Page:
Heartbreaking Bravery

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Tag: Tiny Desk Session

Watch This: Vol. 140

As was mentioned in the preceding post, the amount of praise-worthy live clips that were released last week were staggering. RaktaClique, L.A. Witch, Ausmuteants, Adryn, Nina Diaz, Alice Phoebe Lou, and Half Waif were all responsible for impressive entries while the five featured spots below all were claimed by outstanding full sessions. Every single one of these five artists have made a prior appearance on Watch This but the range of their music is surprisingly expansive and contain unknown depths worth meticulously exploring. So, as always, sit back, adjust the settings, relax, block out any distractions, take a deep breath, and Watch This.

1. Oscar (WKNC)

After developing a strong reputation for razor-sharp pop sensibilities, Oscar‘s taken a sharp left and fully embraced the punk tendencies that occasionally peeked through the recorded material. This three songs session for WKNC finds the project in full attack mode, playing with a newfound fervor that’s sharpened into an aggression that seems to have enlivened the live performances with a vengeance.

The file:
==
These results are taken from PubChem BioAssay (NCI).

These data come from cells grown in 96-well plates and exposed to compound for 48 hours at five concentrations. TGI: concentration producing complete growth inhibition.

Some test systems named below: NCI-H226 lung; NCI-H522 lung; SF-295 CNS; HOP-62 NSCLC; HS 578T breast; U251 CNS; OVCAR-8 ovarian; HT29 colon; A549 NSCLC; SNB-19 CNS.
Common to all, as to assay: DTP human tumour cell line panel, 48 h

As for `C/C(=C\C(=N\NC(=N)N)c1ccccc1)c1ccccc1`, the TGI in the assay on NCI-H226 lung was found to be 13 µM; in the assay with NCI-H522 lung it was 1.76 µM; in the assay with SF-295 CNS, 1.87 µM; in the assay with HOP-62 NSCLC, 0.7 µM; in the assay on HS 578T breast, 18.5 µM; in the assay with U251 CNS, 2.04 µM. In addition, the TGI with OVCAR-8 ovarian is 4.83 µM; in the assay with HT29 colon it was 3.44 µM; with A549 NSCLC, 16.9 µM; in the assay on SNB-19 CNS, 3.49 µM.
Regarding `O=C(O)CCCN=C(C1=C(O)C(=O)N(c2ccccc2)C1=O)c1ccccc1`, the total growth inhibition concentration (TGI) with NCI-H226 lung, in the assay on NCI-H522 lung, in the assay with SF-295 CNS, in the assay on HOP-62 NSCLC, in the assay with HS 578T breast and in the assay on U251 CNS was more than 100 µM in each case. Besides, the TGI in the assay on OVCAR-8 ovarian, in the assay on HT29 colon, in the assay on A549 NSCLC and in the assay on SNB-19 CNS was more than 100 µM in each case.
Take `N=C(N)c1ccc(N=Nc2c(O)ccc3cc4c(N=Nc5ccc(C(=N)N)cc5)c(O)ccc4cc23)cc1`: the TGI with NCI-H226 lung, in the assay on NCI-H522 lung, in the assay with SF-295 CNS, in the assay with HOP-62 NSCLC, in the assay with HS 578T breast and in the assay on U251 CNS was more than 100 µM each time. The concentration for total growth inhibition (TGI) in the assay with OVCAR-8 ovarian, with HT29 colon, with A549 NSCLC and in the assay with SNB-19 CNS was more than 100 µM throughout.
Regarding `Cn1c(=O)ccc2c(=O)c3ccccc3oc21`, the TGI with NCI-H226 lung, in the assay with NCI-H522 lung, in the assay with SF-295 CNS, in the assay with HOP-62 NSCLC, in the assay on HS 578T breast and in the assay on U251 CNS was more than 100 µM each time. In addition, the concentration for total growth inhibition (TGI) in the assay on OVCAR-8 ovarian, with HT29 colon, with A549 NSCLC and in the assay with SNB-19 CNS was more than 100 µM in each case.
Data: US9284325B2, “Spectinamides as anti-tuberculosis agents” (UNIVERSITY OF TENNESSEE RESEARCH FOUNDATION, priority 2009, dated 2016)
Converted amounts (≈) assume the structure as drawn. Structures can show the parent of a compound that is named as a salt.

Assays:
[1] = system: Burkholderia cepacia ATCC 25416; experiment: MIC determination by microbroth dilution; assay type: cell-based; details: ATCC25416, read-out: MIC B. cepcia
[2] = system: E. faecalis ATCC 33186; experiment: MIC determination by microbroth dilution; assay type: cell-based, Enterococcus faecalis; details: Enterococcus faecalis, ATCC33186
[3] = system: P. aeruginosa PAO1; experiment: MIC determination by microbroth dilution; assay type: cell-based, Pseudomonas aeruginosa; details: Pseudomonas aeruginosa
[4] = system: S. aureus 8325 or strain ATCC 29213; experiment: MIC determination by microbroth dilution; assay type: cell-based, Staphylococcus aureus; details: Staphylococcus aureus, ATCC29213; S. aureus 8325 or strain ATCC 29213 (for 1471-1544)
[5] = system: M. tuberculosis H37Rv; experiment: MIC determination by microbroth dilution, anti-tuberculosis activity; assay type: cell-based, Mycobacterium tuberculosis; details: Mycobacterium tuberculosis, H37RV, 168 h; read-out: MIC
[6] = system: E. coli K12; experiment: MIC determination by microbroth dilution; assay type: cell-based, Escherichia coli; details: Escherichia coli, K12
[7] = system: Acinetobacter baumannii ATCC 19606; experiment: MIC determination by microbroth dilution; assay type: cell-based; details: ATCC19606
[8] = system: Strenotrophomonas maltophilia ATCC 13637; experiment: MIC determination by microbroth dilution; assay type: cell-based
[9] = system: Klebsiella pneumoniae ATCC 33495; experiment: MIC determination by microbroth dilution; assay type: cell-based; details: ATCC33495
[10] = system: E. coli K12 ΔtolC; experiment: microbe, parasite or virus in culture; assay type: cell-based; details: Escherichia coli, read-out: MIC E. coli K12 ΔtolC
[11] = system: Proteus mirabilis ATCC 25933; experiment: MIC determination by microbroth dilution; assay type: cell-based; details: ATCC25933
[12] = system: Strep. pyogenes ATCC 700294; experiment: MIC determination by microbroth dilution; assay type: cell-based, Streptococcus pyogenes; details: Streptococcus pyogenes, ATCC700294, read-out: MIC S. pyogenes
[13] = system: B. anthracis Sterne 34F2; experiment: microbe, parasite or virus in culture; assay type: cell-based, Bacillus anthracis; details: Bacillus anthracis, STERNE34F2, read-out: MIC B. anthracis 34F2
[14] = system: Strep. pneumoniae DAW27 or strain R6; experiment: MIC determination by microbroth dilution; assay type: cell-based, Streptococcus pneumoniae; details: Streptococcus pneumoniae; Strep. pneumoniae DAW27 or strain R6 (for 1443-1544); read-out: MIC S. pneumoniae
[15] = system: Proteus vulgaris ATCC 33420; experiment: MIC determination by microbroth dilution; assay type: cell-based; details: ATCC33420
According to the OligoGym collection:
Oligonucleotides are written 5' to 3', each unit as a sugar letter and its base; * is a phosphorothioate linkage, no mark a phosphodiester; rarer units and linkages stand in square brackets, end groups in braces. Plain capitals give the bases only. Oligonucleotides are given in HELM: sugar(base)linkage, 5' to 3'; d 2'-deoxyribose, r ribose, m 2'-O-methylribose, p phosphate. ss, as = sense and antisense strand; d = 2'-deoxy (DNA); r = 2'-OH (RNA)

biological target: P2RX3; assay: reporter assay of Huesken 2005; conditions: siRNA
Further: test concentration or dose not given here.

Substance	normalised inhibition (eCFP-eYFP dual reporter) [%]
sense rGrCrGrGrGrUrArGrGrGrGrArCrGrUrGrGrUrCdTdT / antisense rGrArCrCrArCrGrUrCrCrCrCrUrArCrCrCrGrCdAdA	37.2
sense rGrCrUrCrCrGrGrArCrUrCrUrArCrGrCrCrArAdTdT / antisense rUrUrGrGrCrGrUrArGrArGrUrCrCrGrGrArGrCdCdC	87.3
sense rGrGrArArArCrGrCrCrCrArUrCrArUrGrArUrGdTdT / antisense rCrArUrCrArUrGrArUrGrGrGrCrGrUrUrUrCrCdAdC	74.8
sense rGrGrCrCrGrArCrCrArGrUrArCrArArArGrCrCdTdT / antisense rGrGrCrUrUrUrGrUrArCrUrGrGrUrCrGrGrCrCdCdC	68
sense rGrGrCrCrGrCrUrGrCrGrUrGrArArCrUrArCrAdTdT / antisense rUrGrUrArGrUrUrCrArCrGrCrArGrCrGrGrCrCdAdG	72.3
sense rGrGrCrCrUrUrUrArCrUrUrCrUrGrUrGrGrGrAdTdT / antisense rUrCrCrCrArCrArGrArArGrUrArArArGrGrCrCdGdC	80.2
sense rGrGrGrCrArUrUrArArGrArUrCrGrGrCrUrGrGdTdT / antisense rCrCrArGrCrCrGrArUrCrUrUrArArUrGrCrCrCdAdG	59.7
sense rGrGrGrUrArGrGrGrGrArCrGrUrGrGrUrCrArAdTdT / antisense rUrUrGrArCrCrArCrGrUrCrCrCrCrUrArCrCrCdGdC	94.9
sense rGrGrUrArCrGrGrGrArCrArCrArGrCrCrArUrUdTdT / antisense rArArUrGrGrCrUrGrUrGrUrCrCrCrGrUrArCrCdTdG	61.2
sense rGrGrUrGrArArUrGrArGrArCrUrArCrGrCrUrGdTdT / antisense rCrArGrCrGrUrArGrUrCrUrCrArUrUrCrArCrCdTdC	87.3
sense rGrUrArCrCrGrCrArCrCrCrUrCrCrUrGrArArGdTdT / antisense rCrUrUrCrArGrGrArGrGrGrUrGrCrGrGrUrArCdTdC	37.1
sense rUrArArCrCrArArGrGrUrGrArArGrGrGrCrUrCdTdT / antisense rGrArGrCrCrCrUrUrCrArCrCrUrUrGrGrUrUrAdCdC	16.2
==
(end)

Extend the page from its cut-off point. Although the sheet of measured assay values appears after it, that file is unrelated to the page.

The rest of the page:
2. Weaves – One More + Coo Coo (q on cbc)

Just a short while ago, Weaves dropped their debut full-length, which immediately registered as one of 2016’s standout moments for music. Since then, the band’s been on absolute tear, continuing to demonstrate their outsize talent as a live act.  Two of Weaves‘ earliest standouts were “One More” and “Coo Coo”, both of which were recently performed for the cameras and microphones of q on cbc. Even in a space as restrictive for movement as a radio studio booth, the band runs at these songs with just about everything they can muster, leaving a jaw-dropping session in their wake.